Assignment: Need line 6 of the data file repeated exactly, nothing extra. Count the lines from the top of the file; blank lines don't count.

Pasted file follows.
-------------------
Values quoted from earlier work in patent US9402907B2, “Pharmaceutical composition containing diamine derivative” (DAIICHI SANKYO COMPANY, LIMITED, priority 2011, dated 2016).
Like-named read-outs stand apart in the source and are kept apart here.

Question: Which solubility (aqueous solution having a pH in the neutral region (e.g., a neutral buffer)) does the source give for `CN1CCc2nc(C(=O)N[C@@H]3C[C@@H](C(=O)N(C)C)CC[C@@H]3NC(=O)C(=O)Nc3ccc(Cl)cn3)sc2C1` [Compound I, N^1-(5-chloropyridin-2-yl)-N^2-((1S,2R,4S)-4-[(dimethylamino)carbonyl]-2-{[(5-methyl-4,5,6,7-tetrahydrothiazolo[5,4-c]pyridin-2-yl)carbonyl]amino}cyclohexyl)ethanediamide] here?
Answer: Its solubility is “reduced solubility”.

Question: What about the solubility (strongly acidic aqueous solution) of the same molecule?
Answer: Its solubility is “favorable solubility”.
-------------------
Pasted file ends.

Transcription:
Answer: Its solubility is “favorable solubility”.